One of the things I learnt about Swedish people in the three years that I lived there, is that they really know how to really enjoy the summertime.
In a country that is cold and dark for much of the year, celebrating the sun is of the utmost importance. So come June, tens of thousands of Swedes abandon towns and cities and head to the coastal islands, inland lakes, vast boreal forests and glaciated mountains, for weeks of rest and relaxation.
And it is not uncommon to find everything shut down for an entire month, usually in July, while everybody takes their “industerial vactation”.
But it is not just the relaxing, it is the celebrations that come with summer which, like the summer daylight hours in Sweden, seem neverending.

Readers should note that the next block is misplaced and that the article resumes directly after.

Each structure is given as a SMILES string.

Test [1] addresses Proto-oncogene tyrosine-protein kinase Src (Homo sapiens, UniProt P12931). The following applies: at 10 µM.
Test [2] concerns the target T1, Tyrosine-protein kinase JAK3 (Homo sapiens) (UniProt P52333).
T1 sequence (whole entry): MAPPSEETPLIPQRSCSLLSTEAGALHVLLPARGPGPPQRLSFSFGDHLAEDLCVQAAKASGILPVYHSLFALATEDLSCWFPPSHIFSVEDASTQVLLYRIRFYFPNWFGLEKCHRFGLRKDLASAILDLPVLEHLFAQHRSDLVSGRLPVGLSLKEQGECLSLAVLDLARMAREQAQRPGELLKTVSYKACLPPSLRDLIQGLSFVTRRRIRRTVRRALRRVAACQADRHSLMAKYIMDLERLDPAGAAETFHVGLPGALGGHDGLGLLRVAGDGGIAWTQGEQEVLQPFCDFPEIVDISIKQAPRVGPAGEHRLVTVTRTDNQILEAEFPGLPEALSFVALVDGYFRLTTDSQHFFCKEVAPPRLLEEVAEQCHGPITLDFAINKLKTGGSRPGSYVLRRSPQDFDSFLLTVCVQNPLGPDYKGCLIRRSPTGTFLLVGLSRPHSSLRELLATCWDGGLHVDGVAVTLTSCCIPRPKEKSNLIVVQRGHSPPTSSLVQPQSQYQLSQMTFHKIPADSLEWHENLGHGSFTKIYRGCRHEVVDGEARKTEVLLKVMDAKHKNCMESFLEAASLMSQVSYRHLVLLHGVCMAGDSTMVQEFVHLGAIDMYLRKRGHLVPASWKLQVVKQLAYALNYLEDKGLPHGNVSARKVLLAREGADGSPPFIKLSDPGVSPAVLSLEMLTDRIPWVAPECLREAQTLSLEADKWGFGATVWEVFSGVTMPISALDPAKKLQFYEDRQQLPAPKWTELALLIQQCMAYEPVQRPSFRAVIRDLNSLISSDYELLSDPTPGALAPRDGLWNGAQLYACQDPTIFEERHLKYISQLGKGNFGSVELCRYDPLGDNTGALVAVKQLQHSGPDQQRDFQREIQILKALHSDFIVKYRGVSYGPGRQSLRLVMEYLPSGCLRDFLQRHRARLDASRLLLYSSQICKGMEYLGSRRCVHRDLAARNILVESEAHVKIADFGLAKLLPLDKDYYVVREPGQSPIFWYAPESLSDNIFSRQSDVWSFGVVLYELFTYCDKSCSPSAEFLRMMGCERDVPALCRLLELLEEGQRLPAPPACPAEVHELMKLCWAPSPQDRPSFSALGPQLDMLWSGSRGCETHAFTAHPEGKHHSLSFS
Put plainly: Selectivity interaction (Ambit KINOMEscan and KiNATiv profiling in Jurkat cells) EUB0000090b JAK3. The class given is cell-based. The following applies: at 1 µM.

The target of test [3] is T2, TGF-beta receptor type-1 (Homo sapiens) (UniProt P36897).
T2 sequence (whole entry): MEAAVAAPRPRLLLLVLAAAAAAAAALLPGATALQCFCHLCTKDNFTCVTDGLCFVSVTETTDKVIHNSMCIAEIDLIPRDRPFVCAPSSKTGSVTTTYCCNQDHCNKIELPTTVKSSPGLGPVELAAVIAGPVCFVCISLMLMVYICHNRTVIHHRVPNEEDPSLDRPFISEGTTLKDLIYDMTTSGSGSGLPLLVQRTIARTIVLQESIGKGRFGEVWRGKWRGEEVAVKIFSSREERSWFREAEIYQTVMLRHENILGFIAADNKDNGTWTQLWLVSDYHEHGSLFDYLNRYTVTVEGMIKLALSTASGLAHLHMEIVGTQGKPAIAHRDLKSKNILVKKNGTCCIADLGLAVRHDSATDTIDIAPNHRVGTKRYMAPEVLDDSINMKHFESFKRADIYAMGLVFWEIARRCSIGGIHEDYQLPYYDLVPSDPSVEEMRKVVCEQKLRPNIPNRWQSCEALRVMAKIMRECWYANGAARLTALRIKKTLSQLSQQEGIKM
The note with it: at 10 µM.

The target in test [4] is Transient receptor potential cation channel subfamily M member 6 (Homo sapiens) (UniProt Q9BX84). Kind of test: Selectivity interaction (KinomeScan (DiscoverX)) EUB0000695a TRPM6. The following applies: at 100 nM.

The celebrations start with Valborg (Walpurgis Night) on April 30th, where everybody gathers outside to ignite hazardously large bonfires, sing songs and greet Spring.
And people can really let their hair down as the following day is a public holiday, May Day, celebrated by the Swedish labour movement with demonstrations and political speeches. Since Ascension Day, occurs on a Thursday, the subsequent Friday is known as klämdag, “squeezed day”, and is taken off from work by many Swedish people. Next comes Swedish National Day on June 6th, also known as the Day of the Swedish Flag.
The most important event for the Swedish calendar is Midsummer (or midsommar). Pickled herring, boiled new potatoes with fresh dill, soured cream and chives, salmon and the first strawberries for the summer for dessert all washed down with brännvin. After eating all this, if you are up to it, there is dancing round the maypole and yet more singing (and drinking too).
Kräftpremiär is a crayfish party, held in early August, and is the last of the traditional summertime festivals.
A month off work, fantastic fresh food, wild swimming, lazing around in the sun and all-day (and sometimes all-night) parties… I think I may be on the next flight back – Hej då.